Advertisement
The Body: The Complete HIV/AIDS Resource
Follow Us Follow Us on Facebook Follow Us on Twitter Download Our App
Professionals >> Visit The Body PROThe Body en Espanol
  Breaking News: FDA Approves Triumeq, New Once-Daily Combination Pill
   
Ask the Experts About

Choosing Your MedsChoosing Your Meds
           
Rollover images to visit our other forums!
Recent AnswersAsk a Question
  
  • Email Email
  • Glossary Glossary


Mega HAART combination?
Sep 13, 2006

Once again I am in the position of a failing combination with my cd4 at 100 and my vl at 750,000...up from 50,000 a month ago. I am a long term survivor (22 years)that is highly resistant to all current meds including tipranavir. My current combo is epivir,viread and t-20. Like others in my position, I am eager to have more than one new drug for my next combo and until the drugs that are in the "pipeline" get to expanded access it looks like my "bridge" will be a mega haart therapy. How does one go about selecting which of the resistant drugs to put together when you have a patient like me that is highly resistant to everything? I have searched for information regarding possible combinations with not much luck. Is the idea behind mega haart to "blast" the virus? Do you look for the best of the worst with my old drugs? Is there any merit to rotating mega haart combinations to really keep the virus guessing? I am very compliant so I am not worried about scheduling etc.. Any thoughts would be greatly appreciated! Thank you in advance!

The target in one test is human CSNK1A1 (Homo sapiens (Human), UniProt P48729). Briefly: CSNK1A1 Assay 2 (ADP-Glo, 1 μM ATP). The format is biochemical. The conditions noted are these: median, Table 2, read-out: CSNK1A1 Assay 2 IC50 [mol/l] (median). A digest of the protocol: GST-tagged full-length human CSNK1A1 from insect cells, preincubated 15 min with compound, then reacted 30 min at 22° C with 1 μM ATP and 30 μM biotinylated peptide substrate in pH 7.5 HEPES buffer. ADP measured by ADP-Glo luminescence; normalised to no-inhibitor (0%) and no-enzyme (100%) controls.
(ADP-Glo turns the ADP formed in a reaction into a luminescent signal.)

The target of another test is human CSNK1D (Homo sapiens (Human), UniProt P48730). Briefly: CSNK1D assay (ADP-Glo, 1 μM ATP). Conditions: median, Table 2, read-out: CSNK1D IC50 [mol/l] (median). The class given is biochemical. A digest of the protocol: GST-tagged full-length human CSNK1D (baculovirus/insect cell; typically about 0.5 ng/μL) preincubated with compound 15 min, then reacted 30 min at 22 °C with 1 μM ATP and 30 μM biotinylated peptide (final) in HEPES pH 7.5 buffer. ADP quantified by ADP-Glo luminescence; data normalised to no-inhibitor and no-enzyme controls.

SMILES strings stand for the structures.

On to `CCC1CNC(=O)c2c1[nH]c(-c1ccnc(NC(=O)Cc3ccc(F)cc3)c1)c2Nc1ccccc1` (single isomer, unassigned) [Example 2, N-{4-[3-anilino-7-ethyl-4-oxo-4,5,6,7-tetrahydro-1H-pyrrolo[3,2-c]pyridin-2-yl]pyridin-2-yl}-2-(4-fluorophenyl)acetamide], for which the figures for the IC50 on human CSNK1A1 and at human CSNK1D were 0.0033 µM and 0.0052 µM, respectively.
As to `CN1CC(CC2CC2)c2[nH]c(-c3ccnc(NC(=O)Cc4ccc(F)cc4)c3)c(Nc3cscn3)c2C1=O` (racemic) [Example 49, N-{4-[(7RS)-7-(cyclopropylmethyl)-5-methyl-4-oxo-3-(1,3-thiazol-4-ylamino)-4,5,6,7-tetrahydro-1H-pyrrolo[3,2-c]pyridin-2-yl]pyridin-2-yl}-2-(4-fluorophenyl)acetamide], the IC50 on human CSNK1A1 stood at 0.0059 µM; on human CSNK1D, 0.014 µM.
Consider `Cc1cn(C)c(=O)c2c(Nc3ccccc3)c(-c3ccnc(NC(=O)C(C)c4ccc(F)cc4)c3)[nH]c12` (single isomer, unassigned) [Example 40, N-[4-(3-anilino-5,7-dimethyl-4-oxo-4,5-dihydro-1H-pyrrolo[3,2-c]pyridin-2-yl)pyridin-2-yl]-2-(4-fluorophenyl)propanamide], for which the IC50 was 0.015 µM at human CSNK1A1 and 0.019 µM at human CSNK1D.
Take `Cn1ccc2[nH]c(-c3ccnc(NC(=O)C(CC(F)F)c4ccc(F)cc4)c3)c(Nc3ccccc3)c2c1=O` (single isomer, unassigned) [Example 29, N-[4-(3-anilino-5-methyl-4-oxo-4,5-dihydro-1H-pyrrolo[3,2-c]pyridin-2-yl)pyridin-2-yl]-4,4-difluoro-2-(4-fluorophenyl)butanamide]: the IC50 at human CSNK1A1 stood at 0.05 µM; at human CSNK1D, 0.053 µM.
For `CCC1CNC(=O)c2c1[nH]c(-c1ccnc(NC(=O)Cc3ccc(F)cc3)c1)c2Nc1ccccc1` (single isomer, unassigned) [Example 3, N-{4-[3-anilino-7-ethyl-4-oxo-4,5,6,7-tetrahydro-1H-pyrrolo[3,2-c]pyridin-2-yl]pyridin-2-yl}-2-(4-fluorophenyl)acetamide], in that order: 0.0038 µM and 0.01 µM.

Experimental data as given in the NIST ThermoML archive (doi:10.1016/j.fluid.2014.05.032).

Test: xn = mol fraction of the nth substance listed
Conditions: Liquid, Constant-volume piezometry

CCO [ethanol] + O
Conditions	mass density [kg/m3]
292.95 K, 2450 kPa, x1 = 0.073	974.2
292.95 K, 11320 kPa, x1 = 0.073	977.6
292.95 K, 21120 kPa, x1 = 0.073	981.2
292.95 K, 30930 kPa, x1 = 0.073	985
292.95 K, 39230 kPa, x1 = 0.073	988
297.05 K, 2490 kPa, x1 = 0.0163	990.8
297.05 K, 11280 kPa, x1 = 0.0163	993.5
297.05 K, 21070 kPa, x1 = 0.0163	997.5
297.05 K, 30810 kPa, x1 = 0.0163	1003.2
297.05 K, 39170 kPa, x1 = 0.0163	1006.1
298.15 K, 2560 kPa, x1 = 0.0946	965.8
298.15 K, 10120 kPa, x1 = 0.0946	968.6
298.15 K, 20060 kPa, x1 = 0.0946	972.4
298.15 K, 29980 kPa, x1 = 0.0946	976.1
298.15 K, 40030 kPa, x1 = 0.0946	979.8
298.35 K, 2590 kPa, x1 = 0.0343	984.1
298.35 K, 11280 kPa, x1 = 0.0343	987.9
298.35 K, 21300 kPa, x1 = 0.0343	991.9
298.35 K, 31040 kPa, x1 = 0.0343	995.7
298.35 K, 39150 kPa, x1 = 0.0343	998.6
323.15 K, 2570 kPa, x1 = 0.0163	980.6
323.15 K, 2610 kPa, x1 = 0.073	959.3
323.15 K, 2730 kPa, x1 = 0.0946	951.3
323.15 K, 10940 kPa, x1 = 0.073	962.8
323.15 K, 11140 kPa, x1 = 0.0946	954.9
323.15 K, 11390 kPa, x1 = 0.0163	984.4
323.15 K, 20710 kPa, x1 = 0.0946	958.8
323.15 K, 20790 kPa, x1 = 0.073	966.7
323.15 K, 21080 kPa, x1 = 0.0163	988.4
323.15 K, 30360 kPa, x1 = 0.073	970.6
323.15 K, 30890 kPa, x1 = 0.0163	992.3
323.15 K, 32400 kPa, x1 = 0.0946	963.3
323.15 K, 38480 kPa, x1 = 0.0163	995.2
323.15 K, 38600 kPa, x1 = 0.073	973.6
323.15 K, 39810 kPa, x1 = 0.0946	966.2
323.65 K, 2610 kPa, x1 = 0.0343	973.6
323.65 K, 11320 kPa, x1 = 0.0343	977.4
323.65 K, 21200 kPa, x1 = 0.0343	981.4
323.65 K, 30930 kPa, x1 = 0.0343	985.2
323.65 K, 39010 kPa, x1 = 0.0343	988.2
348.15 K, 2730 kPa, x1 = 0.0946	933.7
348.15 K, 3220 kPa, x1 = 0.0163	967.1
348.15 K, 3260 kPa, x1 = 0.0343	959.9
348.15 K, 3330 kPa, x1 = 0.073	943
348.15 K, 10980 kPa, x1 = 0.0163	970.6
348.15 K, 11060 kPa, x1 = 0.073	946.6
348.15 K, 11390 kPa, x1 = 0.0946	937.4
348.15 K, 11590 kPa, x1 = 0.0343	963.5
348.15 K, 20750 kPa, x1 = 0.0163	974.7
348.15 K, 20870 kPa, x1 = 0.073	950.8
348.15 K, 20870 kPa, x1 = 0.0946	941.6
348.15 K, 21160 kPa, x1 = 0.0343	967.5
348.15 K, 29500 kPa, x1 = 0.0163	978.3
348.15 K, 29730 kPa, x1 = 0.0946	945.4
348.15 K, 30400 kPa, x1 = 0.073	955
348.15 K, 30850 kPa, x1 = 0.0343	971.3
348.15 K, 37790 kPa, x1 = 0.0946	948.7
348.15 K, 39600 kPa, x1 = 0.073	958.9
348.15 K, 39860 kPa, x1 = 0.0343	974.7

Jeffrey

Response from Dr. Wohl

HIV meds used to fight multi-drug resistant virus are of two general types: those with activity against the virus and those that will force the virus to maintain mutations that inhibit its ability to replicate.

So, when crafting a regimen for you, the idea would first be to find as many drugs that can be expected to have some activity against the HIV in your body. Darunavir (Prezista) is a new drug that may work even though testing suggests tipranavir won't. TMC125 is a drug in the pipeline but in expanded access now that works against efavirenz/nevirapine-resistant viruses. The Merck integrase inhibitor will soon be available, I suspect, for expanded access, too.

One could look at your genotype and phenotype resistance tests to see if there are any meds from your past that can be recycled - drugs that you do not demonstrate (much) resistance to.

Keeping some AZT and 3TC or FTC on board even though you are resistant to them may help reduce the fitness of your virus by selecting for strains that are mutated and less functional.

DW



Previous
cd4 of 312
Next
HIV positive sister

  
  • Email Email
  • Glossary Glossary

 Get Email Notifications When This Forum Updates or Subscribe With RSS


 
Advertisement



Q&A TERMS OF USE

This forum is designed for educational purposes only, and experts are not rendering medical, mental health, legal or other professional advice or services. If you have or suspect you may have a medical, mental health, legal or other problem that requires advice, consult your own caregiver, attorney or other qualified professional.

Experts appearing on this page are independent and are solely responsible for editing and fact-checking their material. Neither TheBody.com nor any advertiser is the publisher or speaker of posted visitors' questions or the experts' material.

Review our complete terms of use and copyright notice.

Powered by ExpertViewpoint

Advertisement